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Discussion Starter · #1 ·
I recently flaked a roof with sg100 and before I added the clear a notice the center was getting a haze look. I felt it and I was able to feel moist. Now I live in so cal and we don't get a lot of humidity around here. So my question is at what level of humidity should I stay away from spraying. Now I sprayed around 5pm and the day was around 95 I really hot day.
 

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I recently flaked a roof with sg100 and before I added the clear a notice the center was getting a haze look. I felt it and I was able to feel moist. Now I live in so cal and we don't get a lot of humidity around here. So my question is at what level of humidity should I stay away from spraying. Now I sprayed around 5pm and the day was around 95 I really hot day.
95 is extremely hot to be painting. A couple of questions, what temperature of reducer where you using? Also your compressor, with high temps you will get condensation in your tank and your lines. Usually the humidity in the air just adds to the humidity generated when spraying. With the heat and if you where using the compressor it could be a combination. Do you have a drier on your compressor?
 

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Discussion Starter · #3 ·
95 is extremely hot to be painting. A couple of questions, what temperature of reducer where you using? Also your compressor, with high temps you will get condensation in your tank and your lines. Usually the humidity in the air just adds to the humidity generated when spraying. With the heat and if you where using the compressor it could be a combination. Do you have a drier on your compressor?
95 was the high for that day when I started it was around 75 in the car port. I was using mid temp reducer. I have a water trap and a motor guard final filter. No drier.
 

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When you paint you almost need to be a weather forecaster and anticipate what changes you may have as the day wears on. If I was in Southern California I would slow my material down. With a medium reducer and the temperature getting warmer any moisture is going to show up. Did your compressor work hard before any painting?
 

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Checking the temperature on the roof is fine but, it's the ambient air temperature and moisture content you have that makes a difference. The higher the temperature the more moisture it holds. Fore example, I live in Canada and we get a pile of snow every Winter. If our humidity content in Summer would be what it is in Winter, most of Canada would be a dessert. I hope this makes sense.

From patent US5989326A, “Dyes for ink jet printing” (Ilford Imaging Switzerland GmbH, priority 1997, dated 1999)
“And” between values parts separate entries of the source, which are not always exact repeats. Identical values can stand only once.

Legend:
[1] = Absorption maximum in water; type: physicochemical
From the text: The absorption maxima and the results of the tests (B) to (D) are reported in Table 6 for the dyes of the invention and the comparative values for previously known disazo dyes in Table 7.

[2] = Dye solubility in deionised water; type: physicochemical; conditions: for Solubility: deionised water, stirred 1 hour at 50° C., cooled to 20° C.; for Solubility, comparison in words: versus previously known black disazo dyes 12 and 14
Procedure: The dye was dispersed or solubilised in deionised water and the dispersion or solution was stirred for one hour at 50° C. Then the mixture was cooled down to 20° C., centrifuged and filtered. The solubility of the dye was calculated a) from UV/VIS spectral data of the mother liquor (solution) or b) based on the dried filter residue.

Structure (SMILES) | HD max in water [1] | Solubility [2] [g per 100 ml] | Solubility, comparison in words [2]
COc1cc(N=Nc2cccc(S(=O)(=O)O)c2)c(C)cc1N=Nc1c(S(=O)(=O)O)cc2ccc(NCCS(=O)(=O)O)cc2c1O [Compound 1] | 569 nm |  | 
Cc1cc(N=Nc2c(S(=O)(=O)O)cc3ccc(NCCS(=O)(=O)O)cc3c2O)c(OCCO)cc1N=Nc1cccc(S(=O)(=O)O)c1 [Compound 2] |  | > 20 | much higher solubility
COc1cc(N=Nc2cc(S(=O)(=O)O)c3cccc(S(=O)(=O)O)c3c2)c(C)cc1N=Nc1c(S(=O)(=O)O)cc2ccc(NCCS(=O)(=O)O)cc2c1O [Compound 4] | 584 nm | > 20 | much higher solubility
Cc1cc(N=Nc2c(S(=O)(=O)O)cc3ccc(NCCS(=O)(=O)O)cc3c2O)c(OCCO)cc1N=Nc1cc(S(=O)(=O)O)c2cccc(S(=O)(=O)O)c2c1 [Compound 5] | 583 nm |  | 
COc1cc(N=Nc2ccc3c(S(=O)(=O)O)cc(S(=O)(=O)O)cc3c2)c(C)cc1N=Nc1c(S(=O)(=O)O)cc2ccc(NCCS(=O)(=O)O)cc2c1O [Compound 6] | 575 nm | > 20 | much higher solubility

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Discussion Starter · #8 ·
When you paint you almost need to be a weather forecaster and anticipate what changes you may have as the day wears on. If I was in Southern California I would slow my material down. With a medium reducer and the temperature getting warmer any moisture is going to show up. Did your compressor work hard before any painting?
It does since its only a 25 gallon 5hp
 

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There's your problem...5 HP is usually fine, it's your reserve capacity that's killing you. Now I said 5 HP is USUALLY fine. In the compressor world many manufacturers lie and call their motors 5 HP when they truly should be rated at maybe 3 HP. The other thing you need to look at on a compressor is CFM out put. Paint guns use a lot of air and your compressor should put out at least as much or more CFM than the paint gun manufacturer recommends. 10 or 12 CFM isn't enough unless your using an air brush. 25 gallon reserve is excellent for filling a tire, not painting. When you paint you will drain that reserve tank very quickly and your compressor will run constantly...causing heat, causing moisture in your tank, causing moisture in your air lines and ultimately hazing off your paint work.

I just checked my portable compressor for my air brush and it's running 8.3 CFM and I can almost put that compressor in my pocket.

So in short...it appears to be a moisture problem. The moisture is coming from an undersized compressor, coupled with a warm ambient air temperature to really heat up the air your using causing condensation.

The fix, acquire a compressor that will more than handle the CFM requirements of the equipment (if you get a compressor that will handle more CFM and reserve capacity than you need it will last longer, reserve capacity should be minimum 50 - 60 gallon) your using and your problem will be solved.

I understand, simple, if only it didn't cost so much right.

Hope this helps
Ray
 

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Another thing you should be concerned about in SoCal is the quick drop in temperature in the evening. It usually drops below the dew point at night, and with those high temps, the dew point will probably be higher also. So spraying outside in the evening is not a good idea.